KELLY: When he got up there, you know, in his speech, he was talking about how he thinks they should ban Teleprompters for these politicians.  These presidential candidates which I think, you know, the President actually uses a teleprompter pretty much in most places he goes. But I don’t know that the candidates have been. But the point is, there is a realness to Donald Trump that is missing from so many of these other candidates. They do tend to sound rehearsed and stilted. He is never rehearsed. Obviously he shoots from the cuff and he says everything that comes to his mind which has gotten him in some trouble but I think helps him more than it hurts him. And people are very much connecting to that.

I have posted this malaphor earlier (see March 2014 entry) but it bears repeating, considering the timeliness of this excellent mixed idiom.  Shoot from the cuff is a mash up of “shoot from the hip” and speaking “off the cuff”, both meaning to speak spontaneously and frankly.  (Also see “shoot from the lip” in my Politics section).  Thanks to Sandor Kovacs and Vicki Kovacs for both spotting this on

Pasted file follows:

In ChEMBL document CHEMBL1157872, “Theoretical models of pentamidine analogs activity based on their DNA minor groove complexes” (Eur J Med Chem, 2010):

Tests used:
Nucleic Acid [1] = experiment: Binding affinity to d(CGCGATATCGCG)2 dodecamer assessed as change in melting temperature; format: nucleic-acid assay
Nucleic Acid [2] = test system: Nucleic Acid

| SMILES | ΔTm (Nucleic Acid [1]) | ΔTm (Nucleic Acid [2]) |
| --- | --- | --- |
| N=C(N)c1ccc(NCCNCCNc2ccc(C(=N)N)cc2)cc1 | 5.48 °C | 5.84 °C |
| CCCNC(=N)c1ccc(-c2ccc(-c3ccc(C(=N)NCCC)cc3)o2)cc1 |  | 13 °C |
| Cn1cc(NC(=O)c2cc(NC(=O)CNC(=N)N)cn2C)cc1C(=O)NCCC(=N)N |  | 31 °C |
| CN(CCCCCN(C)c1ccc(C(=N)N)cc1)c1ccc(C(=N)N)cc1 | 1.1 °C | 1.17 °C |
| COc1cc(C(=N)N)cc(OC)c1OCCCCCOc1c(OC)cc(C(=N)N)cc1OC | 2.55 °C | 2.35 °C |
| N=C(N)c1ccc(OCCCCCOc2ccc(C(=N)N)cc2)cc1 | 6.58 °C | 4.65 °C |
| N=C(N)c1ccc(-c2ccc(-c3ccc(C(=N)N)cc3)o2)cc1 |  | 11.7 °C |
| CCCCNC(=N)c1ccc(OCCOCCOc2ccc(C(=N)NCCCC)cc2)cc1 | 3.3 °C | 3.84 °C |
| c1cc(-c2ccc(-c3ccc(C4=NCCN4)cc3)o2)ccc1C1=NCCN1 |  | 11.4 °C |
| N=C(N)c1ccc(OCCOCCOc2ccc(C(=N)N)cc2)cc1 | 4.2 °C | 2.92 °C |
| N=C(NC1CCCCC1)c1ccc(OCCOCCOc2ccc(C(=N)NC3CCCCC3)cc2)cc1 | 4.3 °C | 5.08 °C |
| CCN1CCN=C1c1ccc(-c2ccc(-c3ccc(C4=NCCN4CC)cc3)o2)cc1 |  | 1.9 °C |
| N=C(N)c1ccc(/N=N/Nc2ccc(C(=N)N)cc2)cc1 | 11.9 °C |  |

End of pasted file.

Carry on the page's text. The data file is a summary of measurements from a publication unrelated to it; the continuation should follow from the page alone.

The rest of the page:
THIS CLEARLY TOPS THE CAKE (MARK KEAM)

This beauty was spotted by Mike Browning in a local news channel website.  The Virginia Delegate Mark Keam was discussing predatory towing and uttered this malaphor.  It is a mash up of “it takes the cake” (extreme example, usually bad) and “over the top” (extremely overdone).   A cake topping also comes to mind.  Here is the link to the quote:  http://www.wjla.com/articles/2015/04/predatory-towing-in-the-dmv-gone-in-60-seconds-113447.html.  Thanks Mike for this one!

HE IS SHOOTING FOR THE FENCES

I heard this gem on this morning’s Meet the Press.  Helene Cooper, a New York Times correspondent, was discussing President Obama’s proactive week, including his executive authority to issue an executive order regarding immigration.  I believe she was wanting to say  “swinging for the fences”, meaning to try and accomplish bold ideas, but mixed it with “shooting for (something)” meaning to aim for.